“The novel works by suppressing the truth of the world,” Alice suggests that one point in the novel. After listening to her many interviews, I get that Rooney seems to agree with the statement as well. With which I vehemently disagree. I find because it is fiction and not straightforward news or human rights reports, the possibility of getting the nuance of existence in a particular place and time becomes that much more vivid. 

If I think about Arundhati Roy’s first book The God of Small Things, on the page it is primarily just a story about two kids. The rest of the things, the class-caste inequality, patriarchy, corrupt political system, highbrow liberal naivety, she doesn’t have to spell out any of it. It’s just there. 

I get where Sally Rooney is coming from, and in this broken world, with all our social media platforms desolating our sense of selves, I get the search for beautiful world and ultimately finding it in the intimacy of love. I know these intellectually confident and emotionally insecure people, I have been them in my life at some point or the other. 

But without making the bold claims, there are subtler conversations to be had. And I don’t care for sayings like anyone who is optimistic isn’t paying attention. That kind of pessimism doesn’t do anything, it sits on its own fuel and burns the vessel. 

That’s why I bring up Arundhati Roy. I prefer to be sad and depressed in her way. When each day can feel like a lost cause, when it’s not easy to be civilized in the face of those who have given up on being civil, I choose to be sad in her way. Where in hindsight one always knows that no matter how unbearable it feels the dejection of seeing the world burning, nothing compares to the actual grief of the people who are burning with it.
Where even after it feels like all hope is gone, like Camus I want to say, “I don’t believe, I choose to believe.”

So clearly, I subscribe to the idea that the personal is political. I believe it shows up in how one loves and wants to be loved in return. And it is not fair to judge Rooney with my context from sitting where I am sitting. It can be argued that it is unfair to bring Roy when discussing Rooney. When in the case of writing fiction, their respective subject matters are world afar. And no wonder I relate to Roy more, she’s that much closer to my home. But it is not just about what one writes, but how one writes it. It is about temperament. 

It should also be noted that this year came out books like Kazuo Ishiguro’s Klara and the Sun, Elif Shafak’s The Island of Missing Trees, Damon Galgut’s The Promise, Patricia Lockwood’s No One is Talking About This. In no way I am saying that one has to choose a lane, and if one talks about Rooney’s book they can’t talk about these books. I am, however, saying this cultural moment we are living needs to be introspected as to why an unnerving amount of obsession is poured over a particular author. Who is young, white, and well-off.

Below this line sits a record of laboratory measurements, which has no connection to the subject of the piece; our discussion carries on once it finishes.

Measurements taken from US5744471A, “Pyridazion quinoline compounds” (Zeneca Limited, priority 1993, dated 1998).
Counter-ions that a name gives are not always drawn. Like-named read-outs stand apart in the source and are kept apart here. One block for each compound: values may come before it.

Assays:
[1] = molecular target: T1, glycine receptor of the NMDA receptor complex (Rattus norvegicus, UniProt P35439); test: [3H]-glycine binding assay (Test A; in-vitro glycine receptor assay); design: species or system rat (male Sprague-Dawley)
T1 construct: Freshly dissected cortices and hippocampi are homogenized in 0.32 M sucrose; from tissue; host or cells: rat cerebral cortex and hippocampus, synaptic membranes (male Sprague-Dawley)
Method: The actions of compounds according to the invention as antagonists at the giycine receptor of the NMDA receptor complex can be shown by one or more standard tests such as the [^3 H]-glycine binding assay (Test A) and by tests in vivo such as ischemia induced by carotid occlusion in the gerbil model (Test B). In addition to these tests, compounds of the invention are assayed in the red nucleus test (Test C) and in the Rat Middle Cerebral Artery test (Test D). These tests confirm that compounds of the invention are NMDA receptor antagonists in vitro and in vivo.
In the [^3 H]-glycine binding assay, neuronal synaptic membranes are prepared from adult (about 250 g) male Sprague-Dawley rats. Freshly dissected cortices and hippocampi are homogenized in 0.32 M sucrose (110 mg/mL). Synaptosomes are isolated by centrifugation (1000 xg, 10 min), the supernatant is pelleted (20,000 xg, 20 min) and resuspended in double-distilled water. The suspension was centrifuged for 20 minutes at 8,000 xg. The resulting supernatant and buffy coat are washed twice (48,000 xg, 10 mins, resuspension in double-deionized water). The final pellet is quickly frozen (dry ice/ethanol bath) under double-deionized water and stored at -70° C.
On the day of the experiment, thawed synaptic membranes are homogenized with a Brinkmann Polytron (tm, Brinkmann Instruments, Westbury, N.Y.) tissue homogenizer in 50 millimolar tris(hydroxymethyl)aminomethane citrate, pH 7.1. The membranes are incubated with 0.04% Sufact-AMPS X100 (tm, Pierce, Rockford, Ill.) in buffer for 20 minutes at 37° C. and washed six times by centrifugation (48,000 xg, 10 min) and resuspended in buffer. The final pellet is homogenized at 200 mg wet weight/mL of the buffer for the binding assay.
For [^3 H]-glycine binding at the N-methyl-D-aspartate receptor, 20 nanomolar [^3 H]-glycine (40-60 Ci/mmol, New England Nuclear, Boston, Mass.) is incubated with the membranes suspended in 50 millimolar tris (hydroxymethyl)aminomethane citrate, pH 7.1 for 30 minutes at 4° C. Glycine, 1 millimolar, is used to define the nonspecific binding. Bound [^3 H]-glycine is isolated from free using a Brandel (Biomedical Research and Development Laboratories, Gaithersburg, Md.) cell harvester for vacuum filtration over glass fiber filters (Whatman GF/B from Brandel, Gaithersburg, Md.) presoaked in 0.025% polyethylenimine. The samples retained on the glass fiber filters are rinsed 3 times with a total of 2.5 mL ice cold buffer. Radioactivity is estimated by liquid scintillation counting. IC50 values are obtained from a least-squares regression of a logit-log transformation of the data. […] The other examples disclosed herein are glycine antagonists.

I really don’t like swiping general comments. Sally Rooney is not the author for the millennials, she is just an author, writing what she wants to write. And when the majority of the western literary magazines say things like that, who are they referring to? What millennials exactly are they talking about? It is safe to say I think, they are talking about millennials who look like Rooney.

No matter how much or how little I relate to the characters she creates, I know from where I stand the stakes are much higher. Here we are so muzzled that we can go insane sometimes. From the roads we cross to the classes we take to the homes we love, the disparity we face spreads like a stench. That stench clings to you. 

Again, what millennials are we talking about? Even in my country, I’m sure somebody from an elite wealthy family would find more common ground with Alice and Eileen than with me. On the other hand, even in Ireland, I’m sure there are women of our age group, if we assume that is the one thing connecting us, who would find even littler commonality with Alice and Eileen. 

I loved many things in Beautiful World, I loved lines like “death is just the apocalypse in the first person.” Once Alice quotes a sentence of Proust’s suggesting the existence of a single intelligence in the world, which everyone looks at from their own body, the way members of an audience look at a single stage from many different seats. I loved that. But again, I can’t help but point out that where that seat is, and who gets to sit where, makes all the difference. 

So, I am writing this in a new home that I’ve just moved into. Unopened boxes of books are laying beside, all the writers whom I love are in my arms reach. And I cautiously place Sally Rooney with them, and I choose to leave all the other noise behind. I appreciate her as she is, I appreciate her showing our time, where we are intelligent and miserable, and are dealing with dissociation caused by anxiety. Though I don’t particularly like her way of showing troubling situations that to a large extent get resolved by romantic partnerships, but I feel that primal urge to love and to be loved. I appreciate her taking a stand with the Palestanian people and saying no to a publication house in the matter of translating her book into Hebrew. And I am curiously content in wait, to see what story she brings up next.